Crocodile Tears and Banana Skins
In a recent speech I was asked to deliver to a group of businessmen in Bristol in the West of England, I categorized the UK — and for that matter the US — as having a ‘Crocodile Economy'.
Effectively, I said, we can draw everything about the two in a series of sharply diverging lines; one set jagging steeply upward, the other downward, like the gaping jaws of a hungry reptile.
Going up were:
Government spending, Public workers, Part-time (and female) employment, the Trade Gap, Housing, Car Sales, Labour Costs, Prices of Car & House Maintenance, Services, TV, Rent, Insurance, Local government Taxes, Licence fees and Holidays.
Going down were:
Government Revenues, Manufacturing workers, Full-Time (and male) employment, Savings, Pensions, Capital Investment, Profits, Returns on Capital, Productivity, along with prices of Clothing, Oil, Electronics and White Goods.
Our US friends might recognise the symptoms!
We pointed out — to general agreement in the audience — that everything that burns wealth, or stores it in its least productive form (such as real estate), is part of the increasing upper jaw of our Crocodile, while everything that has the potential to generate wealth and to employ it in a fashion which might not only be productive, but hopefully reproductive, is sloping downwards along the lower jaw.
You could also see, we said, that fears of deflation — even in its erroneous standard definition of a fall in an arbitrary price index — were very much overblown.
Granted, internationally traded goods were indeed falling in price, but anything with a local labour content, or cost component, or subject to the burden of US & UK regulation, was rising — and rising very smartly indeed in many cases.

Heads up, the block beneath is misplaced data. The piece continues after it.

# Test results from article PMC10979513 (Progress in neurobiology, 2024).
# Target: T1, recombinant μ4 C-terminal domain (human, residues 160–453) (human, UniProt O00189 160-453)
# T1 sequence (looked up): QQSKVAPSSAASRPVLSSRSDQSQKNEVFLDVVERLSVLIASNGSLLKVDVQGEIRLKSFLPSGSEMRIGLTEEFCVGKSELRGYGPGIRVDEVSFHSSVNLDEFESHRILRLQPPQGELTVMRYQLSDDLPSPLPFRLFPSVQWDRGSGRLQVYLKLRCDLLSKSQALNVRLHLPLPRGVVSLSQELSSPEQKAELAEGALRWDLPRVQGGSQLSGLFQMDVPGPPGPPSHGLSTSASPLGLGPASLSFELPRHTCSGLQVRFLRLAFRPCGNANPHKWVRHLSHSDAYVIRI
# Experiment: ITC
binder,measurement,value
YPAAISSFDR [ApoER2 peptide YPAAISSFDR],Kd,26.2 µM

Now at last, the Bank of England is belatedly beginning to fret about this, too, as we heard from the Deputy Governor (the least dovish one), Mervyn King, as reported by Bloomberg, when he delivered the quarterly inflation outlook.
On the state of the U.K. economy, King said:
‘Beneath the surface of overall stability lies a remarkable imbalance between a buoyant consumer and housing sector, on the one hand, and weak external demand, on the other. The tension between these two components of demand creates risks to the outlook. And the Committee spent a considerable amount of time discussing those risks.'
On threats to growth and risks of inflation, King said:
`The strength of the housing market has exceeded the Committee's expectations… although the Committee's central projection is that consumption growth is likely to moderate, there are, of course, significant risks. In the short term, these come
from the momentum of household spending and, looking further ahead, from the growing risk of a sharp correction to house prices and consumer spending.'
‘The Committee remains of the view that there are upside risks to the inflation outlook from the upcoming pay round as a result of increase in public spending and higher National Insurance contributions.'
On the risks of a nasty end to the Housing Bubble (Oh Yes! Our American friends are not the only people with one of those — OUR prices are up 35% annualized in just the past nine months!!) and whether the bank would be responsible for a plunge, King said: